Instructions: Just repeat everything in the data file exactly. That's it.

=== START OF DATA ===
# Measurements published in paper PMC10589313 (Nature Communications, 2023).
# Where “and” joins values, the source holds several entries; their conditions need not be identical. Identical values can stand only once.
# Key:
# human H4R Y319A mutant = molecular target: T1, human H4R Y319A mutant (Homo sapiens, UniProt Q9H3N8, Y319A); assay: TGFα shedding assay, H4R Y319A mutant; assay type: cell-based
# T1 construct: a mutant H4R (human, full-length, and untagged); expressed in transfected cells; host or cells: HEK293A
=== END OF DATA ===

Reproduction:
# Measurements published in paper PMC10589313 (Nature Communications, 2023).
# Where “and” joins values, the source holds several entries; their conditions need not be identical. Identical values can stand only once.
# Key:
# human H4R Y319A mutant = molecular target: T1, human H4R Y319A mutant (Homo sapiens, UniProt Q9H3N8, Y319A); assay: TGFα shedding assay, H4R Y319A mutant; assay type: cell-based
# T1 construct: a mutant H4R (human, full-length, and untagged); expressed in transfected cells; host or cells: HEK293A